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Review by Karis King
The Final Girls is a film collective based in London, exploring the link between feminism and the horror genre, and celebrating female film talent – both behind and in front of the camera. Their latest event, We Are The Weirdos, offers ten carefully selected short films by emerging female filmmakers – and a brilliant selection it is indeed. No two films are the same: stylistically, we see everything from 1980s-style horror, to documentary, to the downright bizarre. In this review, I will discuss a few of my favourites of the ten films, but they were all credit-worthy in their own way, and if you ever you get the chance to see We Are The Weirdos, I wholeheartedly recommend you go for it!
Undress Me was excellent, as it was more meaning-driven which is personally what I seek in a film. To me, this film depicts the inevitable struggle of young, and inexperienced, straight women. Paranoia sets in and our protagonist questions herself, wondering if she is good enough. After a one-night stand at a frat party, her thoughts eat away at her, and we witness this in her symbolic physical deterioration. I would warn other potential viewers, however, that the film does have connotations of self-harm.
The third film, I Should Have Run, was most likely my favourite of the ten. It is a student film made on a budget of just £200, but this does not take away from its brilliance. The poetic narration, combined with the imagery of the protagonist being dragged into a mysterious black cavern left me choked up; my chest was tight as it became blatantly obvious that the film was about rape. However, since the film had such an impact on me, I did think that a warning could have been issued at the talk before the screening.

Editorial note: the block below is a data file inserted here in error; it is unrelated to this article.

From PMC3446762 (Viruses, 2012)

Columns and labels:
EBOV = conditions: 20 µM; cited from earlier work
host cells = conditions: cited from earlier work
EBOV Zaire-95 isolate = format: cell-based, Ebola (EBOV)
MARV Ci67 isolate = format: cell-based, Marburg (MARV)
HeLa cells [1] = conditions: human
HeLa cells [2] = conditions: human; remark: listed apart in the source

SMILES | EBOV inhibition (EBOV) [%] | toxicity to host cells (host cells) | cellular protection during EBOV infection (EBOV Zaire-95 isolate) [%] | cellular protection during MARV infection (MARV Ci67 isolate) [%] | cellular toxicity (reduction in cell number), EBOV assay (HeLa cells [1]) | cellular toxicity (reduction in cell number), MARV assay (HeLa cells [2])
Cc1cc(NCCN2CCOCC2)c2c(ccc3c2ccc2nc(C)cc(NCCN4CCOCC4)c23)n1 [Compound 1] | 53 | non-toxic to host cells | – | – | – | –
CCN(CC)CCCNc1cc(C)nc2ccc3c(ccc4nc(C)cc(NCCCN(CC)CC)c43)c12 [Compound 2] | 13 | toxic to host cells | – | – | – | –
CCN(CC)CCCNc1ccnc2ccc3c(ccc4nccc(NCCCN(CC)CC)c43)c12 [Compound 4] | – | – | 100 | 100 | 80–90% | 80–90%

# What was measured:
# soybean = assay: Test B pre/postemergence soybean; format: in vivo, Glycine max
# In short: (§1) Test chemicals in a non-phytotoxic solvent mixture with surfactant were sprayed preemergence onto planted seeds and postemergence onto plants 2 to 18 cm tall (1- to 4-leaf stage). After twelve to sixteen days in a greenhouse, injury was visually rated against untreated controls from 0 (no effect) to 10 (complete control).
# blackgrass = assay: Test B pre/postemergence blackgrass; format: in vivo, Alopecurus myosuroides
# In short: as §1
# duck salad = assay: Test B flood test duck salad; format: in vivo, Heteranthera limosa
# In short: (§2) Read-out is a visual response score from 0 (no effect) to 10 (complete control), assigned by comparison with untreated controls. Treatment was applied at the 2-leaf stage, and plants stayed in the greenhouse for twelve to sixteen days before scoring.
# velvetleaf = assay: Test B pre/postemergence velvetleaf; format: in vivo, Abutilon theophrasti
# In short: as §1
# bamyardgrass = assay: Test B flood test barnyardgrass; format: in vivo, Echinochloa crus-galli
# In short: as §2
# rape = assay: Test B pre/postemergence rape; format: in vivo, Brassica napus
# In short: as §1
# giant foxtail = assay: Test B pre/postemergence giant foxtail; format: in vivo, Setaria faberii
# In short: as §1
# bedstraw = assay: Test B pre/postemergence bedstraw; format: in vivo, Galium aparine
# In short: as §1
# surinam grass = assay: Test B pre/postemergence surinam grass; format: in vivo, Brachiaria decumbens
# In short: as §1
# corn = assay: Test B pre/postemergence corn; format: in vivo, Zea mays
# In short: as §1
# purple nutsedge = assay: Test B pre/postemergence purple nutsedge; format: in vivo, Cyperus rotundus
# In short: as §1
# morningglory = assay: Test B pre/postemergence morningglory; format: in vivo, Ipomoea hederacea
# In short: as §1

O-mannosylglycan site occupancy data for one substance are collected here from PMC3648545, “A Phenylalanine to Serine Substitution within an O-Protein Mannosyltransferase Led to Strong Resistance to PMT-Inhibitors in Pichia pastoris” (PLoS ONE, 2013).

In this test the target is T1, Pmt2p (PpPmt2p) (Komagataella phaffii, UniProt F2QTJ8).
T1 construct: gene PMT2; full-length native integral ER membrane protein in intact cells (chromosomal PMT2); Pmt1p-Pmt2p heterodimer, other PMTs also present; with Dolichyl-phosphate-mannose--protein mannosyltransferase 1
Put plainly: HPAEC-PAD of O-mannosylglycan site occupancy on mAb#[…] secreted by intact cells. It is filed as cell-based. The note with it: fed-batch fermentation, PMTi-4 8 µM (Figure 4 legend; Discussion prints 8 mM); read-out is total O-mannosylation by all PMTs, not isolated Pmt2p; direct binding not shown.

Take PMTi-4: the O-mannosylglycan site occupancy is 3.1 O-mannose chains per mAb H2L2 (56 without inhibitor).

A Mother of Monsters was by far the most cinematically impressive. A young girl, allured by a circus troupe, is in danger; it is possible that a kidnapping for a dreadful intent occurs. The sound design is fantastic, and works hand in hand with the mise-en-scene to set the atmosphere. The short begins slowly with traditional circus music, but quickly escalates to a frenzied series of shots, with music to match – disorientating the viewer in an intelligent way. Whilst it was the only film that did not include dialogue, it was one of the most engaging.
Dead. Tissue. Love is an experimental documentary exploring the individual character of a female necrophile, who hides her sexuality from a society that demonises her. Whilst, visually, the film was quite bare, its still images of beautiful scenery – combined with the narrator’s soothing voice – created a strange, yet calm, atmosphere. The content was eye-opening, although it was clear that some viewers found it unsettling, which only proved the point of the film. I, however, like to see films break taboos, and it was interesting to learn about necrophilia from a young, female perspective, as I think stereotypically, necrophiles are perverted, old men. Dead. Tissue. Love shows that this is not the case, and sheds a lot of light on a poorly understood topic, and for that, I can only applaud it.